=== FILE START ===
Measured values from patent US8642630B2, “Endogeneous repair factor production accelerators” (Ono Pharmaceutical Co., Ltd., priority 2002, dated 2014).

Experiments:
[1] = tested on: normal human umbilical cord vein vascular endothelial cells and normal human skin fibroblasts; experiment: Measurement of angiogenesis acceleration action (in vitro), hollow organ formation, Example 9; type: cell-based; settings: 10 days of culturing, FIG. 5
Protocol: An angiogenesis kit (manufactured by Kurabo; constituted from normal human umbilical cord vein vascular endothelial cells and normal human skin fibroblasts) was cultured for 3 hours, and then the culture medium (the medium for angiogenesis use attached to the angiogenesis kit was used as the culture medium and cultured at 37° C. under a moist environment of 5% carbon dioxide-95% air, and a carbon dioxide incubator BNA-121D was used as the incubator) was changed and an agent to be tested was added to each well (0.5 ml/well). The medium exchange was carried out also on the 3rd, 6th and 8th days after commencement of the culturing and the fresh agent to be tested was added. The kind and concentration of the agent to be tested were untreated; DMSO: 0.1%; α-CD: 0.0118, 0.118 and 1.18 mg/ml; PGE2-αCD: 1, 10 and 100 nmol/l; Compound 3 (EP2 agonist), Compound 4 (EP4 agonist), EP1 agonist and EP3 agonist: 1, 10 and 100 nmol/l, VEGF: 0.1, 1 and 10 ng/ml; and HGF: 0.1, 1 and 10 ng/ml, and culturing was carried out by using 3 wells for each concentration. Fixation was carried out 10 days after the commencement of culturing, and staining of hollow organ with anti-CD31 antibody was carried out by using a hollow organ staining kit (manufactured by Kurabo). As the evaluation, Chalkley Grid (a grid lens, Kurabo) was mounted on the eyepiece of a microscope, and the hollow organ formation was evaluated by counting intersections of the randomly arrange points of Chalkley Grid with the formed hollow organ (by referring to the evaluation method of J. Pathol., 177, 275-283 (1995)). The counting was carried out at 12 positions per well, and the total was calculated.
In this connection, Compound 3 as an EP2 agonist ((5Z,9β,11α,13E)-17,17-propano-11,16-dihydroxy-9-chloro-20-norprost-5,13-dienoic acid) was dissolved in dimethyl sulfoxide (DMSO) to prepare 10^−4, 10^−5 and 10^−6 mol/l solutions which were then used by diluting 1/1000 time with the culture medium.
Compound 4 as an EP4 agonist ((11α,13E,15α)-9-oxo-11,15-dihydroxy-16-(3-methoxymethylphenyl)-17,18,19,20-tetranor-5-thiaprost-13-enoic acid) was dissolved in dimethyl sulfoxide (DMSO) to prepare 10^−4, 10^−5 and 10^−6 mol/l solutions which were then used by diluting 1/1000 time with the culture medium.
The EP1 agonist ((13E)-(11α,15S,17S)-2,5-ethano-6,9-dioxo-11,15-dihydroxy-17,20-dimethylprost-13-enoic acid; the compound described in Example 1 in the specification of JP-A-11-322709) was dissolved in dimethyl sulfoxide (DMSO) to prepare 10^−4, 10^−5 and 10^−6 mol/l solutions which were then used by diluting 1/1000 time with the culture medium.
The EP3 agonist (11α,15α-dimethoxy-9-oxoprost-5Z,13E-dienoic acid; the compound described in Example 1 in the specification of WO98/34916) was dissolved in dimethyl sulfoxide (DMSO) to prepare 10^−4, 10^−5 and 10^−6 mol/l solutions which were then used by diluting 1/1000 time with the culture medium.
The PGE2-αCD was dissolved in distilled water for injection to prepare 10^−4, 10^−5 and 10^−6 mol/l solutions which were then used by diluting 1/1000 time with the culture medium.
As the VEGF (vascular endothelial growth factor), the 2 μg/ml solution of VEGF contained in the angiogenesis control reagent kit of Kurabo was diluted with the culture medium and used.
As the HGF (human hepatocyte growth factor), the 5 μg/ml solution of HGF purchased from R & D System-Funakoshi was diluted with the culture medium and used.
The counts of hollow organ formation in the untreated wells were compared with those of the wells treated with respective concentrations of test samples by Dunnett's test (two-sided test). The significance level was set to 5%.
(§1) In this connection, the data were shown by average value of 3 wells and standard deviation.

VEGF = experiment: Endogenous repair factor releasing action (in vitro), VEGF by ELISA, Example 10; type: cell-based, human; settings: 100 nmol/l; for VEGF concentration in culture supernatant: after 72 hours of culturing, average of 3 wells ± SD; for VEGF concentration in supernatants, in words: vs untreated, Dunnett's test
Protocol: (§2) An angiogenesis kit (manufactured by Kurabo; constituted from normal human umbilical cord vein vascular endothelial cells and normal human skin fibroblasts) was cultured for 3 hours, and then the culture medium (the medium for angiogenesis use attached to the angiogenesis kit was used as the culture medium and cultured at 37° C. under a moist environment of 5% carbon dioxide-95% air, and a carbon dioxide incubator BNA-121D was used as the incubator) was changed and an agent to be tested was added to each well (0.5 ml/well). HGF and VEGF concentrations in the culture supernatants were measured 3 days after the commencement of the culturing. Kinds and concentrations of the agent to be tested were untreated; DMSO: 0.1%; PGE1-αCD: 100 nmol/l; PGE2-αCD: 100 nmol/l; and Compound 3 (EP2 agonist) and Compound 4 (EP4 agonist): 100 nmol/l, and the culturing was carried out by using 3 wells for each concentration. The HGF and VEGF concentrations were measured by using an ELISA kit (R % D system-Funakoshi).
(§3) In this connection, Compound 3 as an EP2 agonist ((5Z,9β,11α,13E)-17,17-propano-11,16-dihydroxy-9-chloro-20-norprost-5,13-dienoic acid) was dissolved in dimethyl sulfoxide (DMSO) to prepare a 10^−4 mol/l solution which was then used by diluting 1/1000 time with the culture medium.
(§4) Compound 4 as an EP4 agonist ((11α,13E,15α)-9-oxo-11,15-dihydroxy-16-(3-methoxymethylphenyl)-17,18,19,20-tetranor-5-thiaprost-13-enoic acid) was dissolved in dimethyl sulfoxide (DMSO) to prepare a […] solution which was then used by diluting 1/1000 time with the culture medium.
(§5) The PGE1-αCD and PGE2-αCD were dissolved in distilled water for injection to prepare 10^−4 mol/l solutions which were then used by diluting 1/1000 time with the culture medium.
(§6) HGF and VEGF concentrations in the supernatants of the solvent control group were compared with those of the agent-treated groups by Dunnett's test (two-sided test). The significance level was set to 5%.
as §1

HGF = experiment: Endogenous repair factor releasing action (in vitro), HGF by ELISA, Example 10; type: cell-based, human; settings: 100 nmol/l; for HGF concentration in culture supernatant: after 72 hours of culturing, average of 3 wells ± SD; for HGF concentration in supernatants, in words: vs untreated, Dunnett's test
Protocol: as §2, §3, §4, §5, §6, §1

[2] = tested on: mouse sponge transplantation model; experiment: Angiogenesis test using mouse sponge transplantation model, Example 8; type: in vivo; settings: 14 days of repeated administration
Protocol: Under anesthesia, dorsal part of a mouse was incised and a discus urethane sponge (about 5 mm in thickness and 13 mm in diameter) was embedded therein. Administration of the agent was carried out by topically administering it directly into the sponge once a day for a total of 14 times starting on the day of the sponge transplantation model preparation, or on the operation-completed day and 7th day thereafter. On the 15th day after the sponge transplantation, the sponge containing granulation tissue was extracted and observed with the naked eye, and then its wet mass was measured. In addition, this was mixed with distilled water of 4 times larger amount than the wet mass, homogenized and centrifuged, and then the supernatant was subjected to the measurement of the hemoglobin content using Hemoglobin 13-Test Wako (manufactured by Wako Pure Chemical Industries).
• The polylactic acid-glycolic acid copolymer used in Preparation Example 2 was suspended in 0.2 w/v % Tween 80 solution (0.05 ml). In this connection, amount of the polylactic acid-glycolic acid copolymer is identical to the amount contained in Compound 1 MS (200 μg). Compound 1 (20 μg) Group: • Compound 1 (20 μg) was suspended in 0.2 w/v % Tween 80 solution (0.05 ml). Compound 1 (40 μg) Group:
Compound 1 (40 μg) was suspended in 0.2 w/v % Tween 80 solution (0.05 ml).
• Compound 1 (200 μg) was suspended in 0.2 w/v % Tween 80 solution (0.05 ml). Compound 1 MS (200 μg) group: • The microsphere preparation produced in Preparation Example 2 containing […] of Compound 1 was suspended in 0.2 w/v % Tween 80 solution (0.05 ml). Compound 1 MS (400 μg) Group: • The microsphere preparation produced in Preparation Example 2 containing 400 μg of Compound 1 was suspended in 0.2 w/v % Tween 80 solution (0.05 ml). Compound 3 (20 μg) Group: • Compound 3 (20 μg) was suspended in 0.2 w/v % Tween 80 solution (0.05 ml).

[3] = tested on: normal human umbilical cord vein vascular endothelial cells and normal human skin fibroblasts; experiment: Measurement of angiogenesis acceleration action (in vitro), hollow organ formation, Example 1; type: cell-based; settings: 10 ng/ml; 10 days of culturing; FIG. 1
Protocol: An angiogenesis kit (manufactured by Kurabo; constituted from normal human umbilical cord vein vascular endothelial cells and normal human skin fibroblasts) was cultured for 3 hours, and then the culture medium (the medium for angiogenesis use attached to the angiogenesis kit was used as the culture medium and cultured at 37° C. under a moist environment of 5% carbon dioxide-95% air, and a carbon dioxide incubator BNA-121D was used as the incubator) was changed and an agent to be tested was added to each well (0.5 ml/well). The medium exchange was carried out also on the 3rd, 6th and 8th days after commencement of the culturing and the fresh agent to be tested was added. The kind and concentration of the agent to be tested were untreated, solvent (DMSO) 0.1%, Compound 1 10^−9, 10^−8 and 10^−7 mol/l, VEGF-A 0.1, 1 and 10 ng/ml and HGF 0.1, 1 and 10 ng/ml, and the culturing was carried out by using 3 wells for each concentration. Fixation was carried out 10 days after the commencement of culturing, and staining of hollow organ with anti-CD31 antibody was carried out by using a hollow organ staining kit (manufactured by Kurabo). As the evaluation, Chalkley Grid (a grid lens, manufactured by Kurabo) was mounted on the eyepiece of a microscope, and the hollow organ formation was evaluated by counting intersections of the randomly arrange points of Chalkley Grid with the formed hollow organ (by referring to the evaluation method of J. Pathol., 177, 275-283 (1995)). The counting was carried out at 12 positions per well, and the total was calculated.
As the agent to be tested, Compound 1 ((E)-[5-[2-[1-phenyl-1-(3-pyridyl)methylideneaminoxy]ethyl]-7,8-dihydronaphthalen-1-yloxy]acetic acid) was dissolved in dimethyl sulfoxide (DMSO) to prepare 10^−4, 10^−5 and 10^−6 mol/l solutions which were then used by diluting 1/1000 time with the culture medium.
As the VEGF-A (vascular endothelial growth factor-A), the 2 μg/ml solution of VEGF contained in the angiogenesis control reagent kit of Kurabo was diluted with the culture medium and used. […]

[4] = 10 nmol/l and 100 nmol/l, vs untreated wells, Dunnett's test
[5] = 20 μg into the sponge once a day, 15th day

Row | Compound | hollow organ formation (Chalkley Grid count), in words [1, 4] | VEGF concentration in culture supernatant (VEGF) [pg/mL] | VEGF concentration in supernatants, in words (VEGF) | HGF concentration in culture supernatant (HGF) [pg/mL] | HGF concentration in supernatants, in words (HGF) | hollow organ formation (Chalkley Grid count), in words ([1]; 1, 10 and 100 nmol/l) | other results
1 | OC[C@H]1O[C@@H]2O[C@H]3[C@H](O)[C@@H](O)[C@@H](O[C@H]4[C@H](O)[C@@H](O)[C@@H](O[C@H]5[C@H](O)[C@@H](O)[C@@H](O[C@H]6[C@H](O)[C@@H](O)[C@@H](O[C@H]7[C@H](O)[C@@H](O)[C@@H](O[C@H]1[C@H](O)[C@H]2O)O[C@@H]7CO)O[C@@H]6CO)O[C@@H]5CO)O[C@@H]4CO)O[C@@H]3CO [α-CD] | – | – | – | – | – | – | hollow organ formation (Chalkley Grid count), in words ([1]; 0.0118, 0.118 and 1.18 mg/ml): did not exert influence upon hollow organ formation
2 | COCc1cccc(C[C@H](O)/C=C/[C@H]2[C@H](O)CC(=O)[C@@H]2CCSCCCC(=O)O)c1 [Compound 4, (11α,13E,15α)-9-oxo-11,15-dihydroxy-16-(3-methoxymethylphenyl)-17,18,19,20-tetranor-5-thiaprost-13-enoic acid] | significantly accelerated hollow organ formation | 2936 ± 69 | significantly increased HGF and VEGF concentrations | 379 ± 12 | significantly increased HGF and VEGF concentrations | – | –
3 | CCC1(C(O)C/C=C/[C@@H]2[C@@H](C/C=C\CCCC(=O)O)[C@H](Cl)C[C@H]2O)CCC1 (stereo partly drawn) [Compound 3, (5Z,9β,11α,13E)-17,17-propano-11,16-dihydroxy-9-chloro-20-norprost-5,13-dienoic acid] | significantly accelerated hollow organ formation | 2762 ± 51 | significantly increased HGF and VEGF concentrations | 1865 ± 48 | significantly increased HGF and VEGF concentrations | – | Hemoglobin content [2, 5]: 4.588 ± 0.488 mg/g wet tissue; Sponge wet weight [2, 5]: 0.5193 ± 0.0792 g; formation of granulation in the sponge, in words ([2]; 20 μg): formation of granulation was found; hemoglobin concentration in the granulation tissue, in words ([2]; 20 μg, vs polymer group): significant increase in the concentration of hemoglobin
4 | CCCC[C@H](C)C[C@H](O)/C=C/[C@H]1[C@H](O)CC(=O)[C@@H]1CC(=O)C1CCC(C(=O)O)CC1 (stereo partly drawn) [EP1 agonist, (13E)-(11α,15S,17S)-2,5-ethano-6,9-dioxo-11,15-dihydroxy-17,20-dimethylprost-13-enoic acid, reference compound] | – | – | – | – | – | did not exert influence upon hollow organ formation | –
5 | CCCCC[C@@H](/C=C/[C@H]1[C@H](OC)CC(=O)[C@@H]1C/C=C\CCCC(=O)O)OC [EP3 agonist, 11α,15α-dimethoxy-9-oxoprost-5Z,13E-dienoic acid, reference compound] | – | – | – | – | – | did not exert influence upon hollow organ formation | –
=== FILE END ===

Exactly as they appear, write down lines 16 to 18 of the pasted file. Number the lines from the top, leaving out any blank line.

(§3) In this connection, Compound 3 as an EP2 agonist ((5Z,9β,11α,13E)-17,17-propano-11,16-dihydroxy-9-chloro-20-norprost-5,13-dienoic acid) was dissolved in dimethyl sulfoxide (DMSO) to prepare a 10^−4 mol/l solution which was then used by diluting 1/1000 time with the culture medium.
(§4) Compound 4 as an EP4 agonist ((11α,13E,15α)-9-oxo-11,15-dihydroxy-16-(3-methoxymethylphenyl)-17,18,19,20-tetranor-5-thiaprost-13-enoic acid) was dissolved in dimethyl sulfoxide (DMSO) to prepare a […] solution which was then used by diluting 1/1000 time with the culture medium.
(§5) The PGE1-αCD and PGE2-αCD were dissolved in distilled water for injection to prepare 10^−4 mol/l solutions which were then used by diluting 1/1000 time with the culture medium.